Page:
Russ: Right. That’s the way I did it.
Carl: Yeah, well I asked a question, how far can you run full speed? And they think 40, 50, 150 meters, but when they realize it’s only 10, it’s like, wow it’s more of a strategic race.
Russ: Wow, very interesting. Ok, so back to the technology. I mean, how do you do that? Like what you just told me. I mean, how can you do that in an app or a video that somebody’s watching on their iPhone? I mean, this must have taken lots of research to figure the way out.
Carl: Well, absolutely, and the real thing is that I, as a coach right now, I have my tablet with me all the time, and I film people, and then I analyze that film myself. And then I can show them; move your arm this way, push your leg that way, this is what’s happening. Well, the whole idea is to create a model where I am on your tablet being able to show you what that perfect method is, and now you have someone to compare it with. So, if it’s just someone’s parent, they have that tablet they can film their child or they can say, “Look at this, here’s the difference and the comparison.” So, ultimately, I will be on everyone’s tablet, on everyone’s phone, and in everyone’s practice.
Russ: Ok. So, I know Winning Dimensions Sports is focused beyond track and field, but you’re kind of focused on that in the very beginning, and I can see you being the coach on the tablet for sprints, but what about high jump? What about pole vault? Do you have other athletes that are part of the program as well?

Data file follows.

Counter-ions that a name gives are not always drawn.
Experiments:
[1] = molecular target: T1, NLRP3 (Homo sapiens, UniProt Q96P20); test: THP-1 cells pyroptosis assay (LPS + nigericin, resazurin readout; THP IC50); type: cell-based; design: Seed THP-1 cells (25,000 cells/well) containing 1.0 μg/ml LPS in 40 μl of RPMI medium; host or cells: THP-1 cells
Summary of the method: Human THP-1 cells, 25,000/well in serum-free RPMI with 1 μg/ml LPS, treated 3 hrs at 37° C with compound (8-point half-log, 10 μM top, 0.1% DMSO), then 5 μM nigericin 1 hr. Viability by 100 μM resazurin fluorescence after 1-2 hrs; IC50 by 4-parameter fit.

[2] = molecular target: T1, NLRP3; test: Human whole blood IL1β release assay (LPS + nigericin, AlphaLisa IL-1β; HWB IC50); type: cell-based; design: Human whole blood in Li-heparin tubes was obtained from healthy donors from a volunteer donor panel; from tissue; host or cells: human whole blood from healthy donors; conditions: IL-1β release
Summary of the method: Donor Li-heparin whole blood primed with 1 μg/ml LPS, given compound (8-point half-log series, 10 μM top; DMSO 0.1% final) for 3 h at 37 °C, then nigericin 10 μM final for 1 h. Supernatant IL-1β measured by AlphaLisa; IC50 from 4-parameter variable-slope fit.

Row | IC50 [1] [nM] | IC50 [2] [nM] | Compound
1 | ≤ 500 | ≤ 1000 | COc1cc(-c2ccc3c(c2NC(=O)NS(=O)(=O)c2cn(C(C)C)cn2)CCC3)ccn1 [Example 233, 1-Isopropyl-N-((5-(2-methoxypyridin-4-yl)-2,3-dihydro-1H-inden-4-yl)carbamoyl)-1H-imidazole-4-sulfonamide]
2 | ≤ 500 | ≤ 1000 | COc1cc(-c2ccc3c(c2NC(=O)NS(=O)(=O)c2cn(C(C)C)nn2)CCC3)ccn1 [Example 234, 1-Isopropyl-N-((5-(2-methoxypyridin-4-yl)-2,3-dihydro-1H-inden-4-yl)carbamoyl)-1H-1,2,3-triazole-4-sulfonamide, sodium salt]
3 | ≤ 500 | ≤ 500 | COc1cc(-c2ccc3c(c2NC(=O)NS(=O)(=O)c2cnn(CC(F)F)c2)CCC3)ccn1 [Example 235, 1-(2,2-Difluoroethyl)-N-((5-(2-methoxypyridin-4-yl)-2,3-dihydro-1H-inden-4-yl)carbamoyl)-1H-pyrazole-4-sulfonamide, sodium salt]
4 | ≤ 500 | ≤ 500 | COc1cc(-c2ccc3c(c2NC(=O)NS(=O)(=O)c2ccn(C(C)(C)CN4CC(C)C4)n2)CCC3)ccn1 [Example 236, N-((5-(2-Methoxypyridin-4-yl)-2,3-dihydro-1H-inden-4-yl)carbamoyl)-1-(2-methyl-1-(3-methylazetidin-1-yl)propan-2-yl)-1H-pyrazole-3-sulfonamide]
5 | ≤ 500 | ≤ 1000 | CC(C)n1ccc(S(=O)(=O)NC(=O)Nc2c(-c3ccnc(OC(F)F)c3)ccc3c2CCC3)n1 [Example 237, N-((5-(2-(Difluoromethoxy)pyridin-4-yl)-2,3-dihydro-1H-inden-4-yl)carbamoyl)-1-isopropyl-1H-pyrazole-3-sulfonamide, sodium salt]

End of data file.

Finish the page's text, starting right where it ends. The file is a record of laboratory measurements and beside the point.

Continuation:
Carl: Oh yeah, we definitely will bring in other athletes that bring expertise in those events, but the reason we started with track, obviously because that’s my sport, and I ran and I jumped, so that’s easy for that part. But running, jumping, throwing, and kicking is a basic component of all sports, and we all know that, especially in the older days they said, “Everyone go out and run track because if you’re a faster athlete you’re a better athlete.” But, if you go back and look at it, there are, Terry Bradshaw was state champion in the javelin throw (Russ: Interesting.), you know, and so (Russ: I didn’t know that), absolutely, and so you look at other sports; there are throwers that were track athletes; there, obviously, the big line members, shot putters; Jonathan Ogden was a huge shot putter.
So, we understand that the basis of all sports really is in track and field, and then when you add the running component and the kicking, you have soccer and the other sports. So, we really felt like this was the broadest way to get started.
Russ: Real interesting. So, is your target market athletes, young athletes, college athletes, coaches? What is it? Or all of the above?